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Pupils Andrew, Bharat and Sophie share their experiences and insights of their first week ‘on their feet’
20 April 2022

Pupils Andrew, Bharat and Sophie share their experiences and insights of their first week ‘on their feet’

Our pupils are now on their feet and accepting instructions since 4th April 2022. Here, they share their first week's schedule and tell us more about their experiences.

Andrew Mohamadee

Diary

Monday: received my first set of papers. Spent the day sifting through the bundle and drafting a skeleton argument regarding which Local Authority had jurisdiction for the proceedings.

Tuesday: prepared and sent a case summary to court, followed by an advocates’ meeting ahead of a hearing.

Wednesday: sifting through the papers for a different matter. Prepared and sent a case summary, and attended an advocates’ meeting.

Thursday: appeared in Court on behalf of a Local Authority at a case management hearing in care proceedings. Received papers and prepared for a NMO case listed for Friday.

Friday: Friday: in the morning I represented a Local Authority at what was an early final hearing for the discharge of the care order. I then travelled to Liverpool to represent the respondent to a non-molestation order application.

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  • What was the most interesting case you had on your first two weeks on your feet?

I have enjoyed working on all the cases for which I’ve been instructed. Of particular interest has been a case which was listed for a financial dispute resolution (FDR) hearing. This is an area that I have had considerable experience and exposure to, both in my academic and work history, so it is satisfying that I am now able to advise and represent clients in their financial matters.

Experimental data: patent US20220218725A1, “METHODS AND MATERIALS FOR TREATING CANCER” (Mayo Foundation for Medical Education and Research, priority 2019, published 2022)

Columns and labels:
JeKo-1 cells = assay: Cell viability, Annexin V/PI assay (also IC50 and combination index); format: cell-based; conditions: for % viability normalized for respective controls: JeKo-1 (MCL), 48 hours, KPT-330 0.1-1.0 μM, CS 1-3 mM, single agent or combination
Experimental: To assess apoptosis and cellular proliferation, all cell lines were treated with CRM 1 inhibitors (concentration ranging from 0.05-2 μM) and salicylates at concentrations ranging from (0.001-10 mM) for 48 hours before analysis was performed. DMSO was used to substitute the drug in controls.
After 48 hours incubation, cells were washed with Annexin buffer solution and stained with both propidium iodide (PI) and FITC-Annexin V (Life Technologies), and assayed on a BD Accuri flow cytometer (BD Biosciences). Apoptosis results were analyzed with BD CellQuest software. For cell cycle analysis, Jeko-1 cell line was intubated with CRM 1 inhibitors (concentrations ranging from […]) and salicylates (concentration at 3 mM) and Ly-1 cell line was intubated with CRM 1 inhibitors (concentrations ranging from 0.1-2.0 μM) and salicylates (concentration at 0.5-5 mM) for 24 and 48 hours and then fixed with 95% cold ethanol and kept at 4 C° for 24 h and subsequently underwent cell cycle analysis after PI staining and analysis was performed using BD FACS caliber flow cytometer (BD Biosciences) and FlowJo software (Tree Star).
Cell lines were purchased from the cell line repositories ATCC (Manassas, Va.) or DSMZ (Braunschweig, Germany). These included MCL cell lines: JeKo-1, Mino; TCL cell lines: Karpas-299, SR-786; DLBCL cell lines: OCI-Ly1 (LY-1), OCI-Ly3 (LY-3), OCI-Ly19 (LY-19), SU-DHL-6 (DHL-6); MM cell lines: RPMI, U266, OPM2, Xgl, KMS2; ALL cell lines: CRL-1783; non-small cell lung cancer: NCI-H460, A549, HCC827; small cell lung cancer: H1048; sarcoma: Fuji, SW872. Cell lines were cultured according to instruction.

• How have you found it so far doing your own cases?

It has been immensely enjoyable and rewarding to work on my own cases. Each case offers its unique set of circumstances and challenges, and embracing the opportunity to work through the issues and propose a fair outcome has been thoroughly satisfying and fulfilling.

Bharat Jangra

Diary

Monday 4 April - Today was my first day ‘on my feet’ and the first day of my second six. I had a small claims trial for credit hire charges at 2pm over the telephone.

I undertook my case preparation, working around attending the weekend PIBA (Personal Injury Bar Association) Conference in Oxford. It was a great weekend of lectures and opportunities to meet other practitioners at the PI Bar.

Once I had read through the papers, I sent an email to my Instructing Solicitors to raise some further queries and to confirm instructions on various points, credit hire can be a legal minefield.

I was able to speak with the solicitor during the morning and subsequently able to finalise my submissions. However, at 12:45pm, the solicitor got in touch to let me know I had been stood down as the hearing had been vacated. At least I'll be prepped for next time!

Tuesday 5 April - Today was a Stage 3 hearing via telephone, to assess how much an individual was to receive in compensation for their injury. Once I had reviewed the papers, I advised the Client that we were likely to face Part 36 cost consequences if we did not accept the Claimant's offer. The Client was unable to accept the offer and we had to proceed to the hearing. Following the Judge's determination, my client did receive Part 36 cost consequences against it which I needed to calculate.